Stephen Paulus was an astonishingly prolific fixture of the American music scene, with some 600 works to his credit. His sudden death in 2014 left classical music—particularly the worlds of opera and choral music—significantly the poorer, so it’s inevitable that we should see his legacy memorialised with new additions to the catalogue. Royal Holloway’s ‘Calm on the Listening Ear of Night’ sets Paulus’s music in dialogue with another Midwestern composer, René Clausen. It’s Clausen whose musical personality emerges most strongly here in these precise performances. His works offer a distinctively American spin on the fashionable Baltic sound world of Ešenvalds and Vasks that is as appealing as it is generous. In pace, which opens the disc, offers eight minutes of lushly filmic excess.
Although little Sandy Denny material was released prior to her first album as part of Fairport Convention (1969's What We Did on Our Holidays), quite a few pre-Fairport recordings of the singer's survive, though they usually weren't made in the most technically sophisticated settings. This CD, recorded in the Glasgow home of folk singer Alex Campbell on August 5, 1967, was salvaged from a cassette and issued in 2011, when interest in Denny's work had escalated to a point where even documents of rather lo-fi quality held enough interest to merit a commercial release. This is clearly a recording for serious Denny fans because of those technical limitations; even some of the other home recordings from the time that have found both official and bootleg release boast superior sound.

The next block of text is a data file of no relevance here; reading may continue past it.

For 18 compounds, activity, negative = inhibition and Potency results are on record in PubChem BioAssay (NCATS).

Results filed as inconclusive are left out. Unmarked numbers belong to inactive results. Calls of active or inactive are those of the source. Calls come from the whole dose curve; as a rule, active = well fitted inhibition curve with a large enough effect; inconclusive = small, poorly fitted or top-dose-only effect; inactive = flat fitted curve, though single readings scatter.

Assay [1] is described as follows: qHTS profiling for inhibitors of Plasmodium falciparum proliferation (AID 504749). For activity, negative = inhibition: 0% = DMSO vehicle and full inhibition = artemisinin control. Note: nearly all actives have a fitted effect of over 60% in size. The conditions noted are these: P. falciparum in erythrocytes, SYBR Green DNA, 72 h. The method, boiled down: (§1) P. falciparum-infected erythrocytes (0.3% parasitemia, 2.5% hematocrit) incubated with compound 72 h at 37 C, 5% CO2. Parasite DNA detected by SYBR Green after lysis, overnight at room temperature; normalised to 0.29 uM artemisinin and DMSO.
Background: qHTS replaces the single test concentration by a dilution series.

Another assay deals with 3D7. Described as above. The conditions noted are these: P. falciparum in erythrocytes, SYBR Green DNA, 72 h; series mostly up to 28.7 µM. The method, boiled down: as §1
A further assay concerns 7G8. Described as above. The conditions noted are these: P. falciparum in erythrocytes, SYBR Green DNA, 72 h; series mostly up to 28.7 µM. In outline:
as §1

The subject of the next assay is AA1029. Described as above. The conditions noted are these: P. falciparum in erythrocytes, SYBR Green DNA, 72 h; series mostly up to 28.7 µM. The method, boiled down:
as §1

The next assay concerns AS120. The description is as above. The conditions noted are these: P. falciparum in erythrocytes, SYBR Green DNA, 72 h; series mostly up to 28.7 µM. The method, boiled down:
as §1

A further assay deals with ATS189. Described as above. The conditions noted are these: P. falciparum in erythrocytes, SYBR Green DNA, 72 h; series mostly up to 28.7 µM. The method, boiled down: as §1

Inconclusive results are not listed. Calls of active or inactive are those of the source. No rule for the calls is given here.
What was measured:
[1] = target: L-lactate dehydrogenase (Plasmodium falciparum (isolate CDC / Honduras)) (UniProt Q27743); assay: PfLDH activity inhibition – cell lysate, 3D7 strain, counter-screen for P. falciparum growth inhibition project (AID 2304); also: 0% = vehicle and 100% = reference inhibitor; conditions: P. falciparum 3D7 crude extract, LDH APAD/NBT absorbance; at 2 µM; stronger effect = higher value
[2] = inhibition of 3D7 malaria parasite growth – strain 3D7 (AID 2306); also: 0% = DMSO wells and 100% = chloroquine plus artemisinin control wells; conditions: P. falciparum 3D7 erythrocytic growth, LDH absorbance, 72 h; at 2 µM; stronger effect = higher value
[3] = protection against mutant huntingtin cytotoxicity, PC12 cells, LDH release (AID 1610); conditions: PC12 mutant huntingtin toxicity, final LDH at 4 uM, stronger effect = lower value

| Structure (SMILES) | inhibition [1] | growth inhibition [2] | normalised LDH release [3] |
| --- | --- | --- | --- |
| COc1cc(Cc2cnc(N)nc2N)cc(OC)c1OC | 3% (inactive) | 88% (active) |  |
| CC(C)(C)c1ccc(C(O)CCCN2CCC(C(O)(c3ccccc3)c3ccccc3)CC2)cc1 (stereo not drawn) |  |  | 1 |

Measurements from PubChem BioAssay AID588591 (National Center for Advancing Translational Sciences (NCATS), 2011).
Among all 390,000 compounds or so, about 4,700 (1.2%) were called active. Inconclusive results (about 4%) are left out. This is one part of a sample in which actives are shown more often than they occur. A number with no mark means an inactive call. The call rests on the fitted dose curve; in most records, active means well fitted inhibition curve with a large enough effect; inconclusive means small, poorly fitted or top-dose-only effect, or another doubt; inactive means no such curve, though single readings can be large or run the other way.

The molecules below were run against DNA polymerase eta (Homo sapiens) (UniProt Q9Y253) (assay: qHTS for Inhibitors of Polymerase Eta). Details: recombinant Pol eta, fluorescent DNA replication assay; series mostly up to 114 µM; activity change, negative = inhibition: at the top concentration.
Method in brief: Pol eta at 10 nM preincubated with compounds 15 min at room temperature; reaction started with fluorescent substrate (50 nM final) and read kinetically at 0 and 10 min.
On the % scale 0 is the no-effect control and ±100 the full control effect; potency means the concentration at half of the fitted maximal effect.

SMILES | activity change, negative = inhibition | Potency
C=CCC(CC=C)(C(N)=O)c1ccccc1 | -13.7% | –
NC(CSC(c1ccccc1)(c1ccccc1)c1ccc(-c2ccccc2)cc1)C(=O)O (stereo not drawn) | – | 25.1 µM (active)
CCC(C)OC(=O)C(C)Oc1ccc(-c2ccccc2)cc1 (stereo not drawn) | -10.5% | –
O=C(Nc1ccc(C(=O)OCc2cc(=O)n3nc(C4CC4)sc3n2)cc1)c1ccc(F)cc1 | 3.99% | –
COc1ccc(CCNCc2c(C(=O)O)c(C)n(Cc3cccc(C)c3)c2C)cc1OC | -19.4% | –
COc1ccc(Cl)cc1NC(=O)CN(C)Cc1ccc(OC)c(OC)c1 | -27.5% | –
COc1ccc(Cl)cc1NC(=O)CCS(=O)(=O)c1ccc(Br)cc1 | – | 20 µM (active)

Rupert Hine, famous for his work as a producer (Tina Turner, Camel, Rush, Saga…), made a few records in the 70's and the 80's that were very innovative. A similar approach was used on his highly enjoyable solo album The Deep End, the first release under his own name since 1983. This album came out in the mid-90's but still holds some good lyrical content and interesting musical treatments. Unfortunately, that was also his last album.
The Wildest Wish to Fly is a solo album by Rupert Hine. The album took another step toward more conventional pop songs. The lush production, intelligent lyrics, and precise songcrafting qualities of Hine still make it an enjoyable record, but the weird sounds, bleak atmospheres, and daring artistic choices found on the 1981 Immunity are now history. The best moments are found in "No Yellow Heart," "Victim of Wanderlust," and the title track. The album peaked at #31 on the Swedish album chart.